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Consider an employee (perhaps a CEO or another high-ranking employee) that has received compensation in the form of the firm's stock. The stock must be held for at least 3 years before selling. How to value such a stock? Is its value any different than that of another stock without a restriction on selling?

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  • $\begingroup$ The stock price is publicly observed and each stock is equivalent in terms of what it represents (as long as it's the same class). $\endgroup$
    – AKdemy
    Apr 14, 2023 at 5:20
  • $\begingroup$ @AKdemy, I wonder if the observed price is a good proxy for value, given that the restricted stock cannot change hands for any price until 3 hears have passed. So the price does not apply to the restricted stock. $\endgroup$ Apr 14, 2023 at 6:55
  • $\begingroup$ Well, you can either assess zero value (it cannot be traded after all, and they have no tangible value) or use the market value. The latter is what shows up in all statements and accounting. as well as in the calculation of the market value of the company. How do you value a fixed term deposit? You also have your money tied for a certan period, yet its value is the face value (plus interest). $\endgroup$
    – AKdemy
    Apr 14, 2023 at 7:05
  • $\begingroup$ @AKdemy, zero is certainly an extreme and unreasonable assessment. The market value is undefined for a stock that is not and cannot be traded on the market. We can proxy it by the market value of the tradable stocks, of course. I just wonder if anyone in their sane mind would choose a restricted stock over an unrestricted one for the exact same price. The price is determined by the marginal guy, not the majority, so probably (?) there would be one, but they should realize that for most actors the value of the restricted stock is less and act accordingly. So I would expect a (slight?) discount. $\endgroup$ Apr 14, 2023 at 7:15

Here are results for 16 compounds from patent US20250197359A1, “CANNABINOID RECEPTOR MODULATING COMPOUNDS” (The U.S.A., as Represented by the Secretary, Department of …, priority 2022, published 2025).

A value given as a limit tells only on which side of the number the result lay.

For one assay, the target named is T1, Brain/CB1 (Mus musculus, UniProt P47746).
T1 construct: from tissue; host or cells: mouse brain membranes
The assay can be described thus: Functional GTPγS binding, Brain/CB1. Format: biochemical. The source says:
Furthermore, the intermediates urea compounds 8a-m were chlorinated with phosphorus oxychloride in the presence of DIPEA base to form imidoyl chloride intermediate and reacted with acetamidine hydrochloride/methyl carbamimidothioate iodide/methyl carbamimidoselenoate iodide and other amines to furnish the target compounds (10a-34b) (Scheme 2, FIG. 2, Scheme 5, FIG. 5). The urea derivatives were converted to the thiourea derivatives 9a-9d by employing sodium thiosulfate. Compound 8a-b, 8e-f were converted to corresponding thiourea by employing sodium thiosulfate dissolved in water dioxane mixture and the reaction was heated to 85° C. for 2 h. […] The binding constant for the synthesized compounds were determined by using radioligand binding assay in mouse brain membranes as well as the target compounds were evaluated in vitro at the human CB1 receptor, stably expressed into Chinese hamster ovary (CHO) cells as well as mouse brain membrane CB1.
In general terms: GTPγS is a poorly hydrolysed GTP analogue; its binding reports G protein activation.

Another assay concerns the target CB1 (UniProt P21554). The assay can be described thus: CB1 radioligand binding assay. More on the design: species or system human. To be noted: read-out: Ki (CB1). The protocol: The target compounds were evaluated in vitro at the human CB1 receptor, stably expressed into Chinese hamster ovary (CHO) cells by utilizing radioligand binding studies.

• $\begingroup$ There is no discount. I own company stocks from bonus payments of which some are still restricted. It's the full market value. You cannot choose. If you are restricted to sell, no one can buy them. All such stocks also count normally in accounting and market value calculations. After all, they are still normal stocks. Market capitalization is including all restricted shared (see FINRA for example). $\endgroup$
    – AKdemy
    Apr 14, 2023 at 7:22

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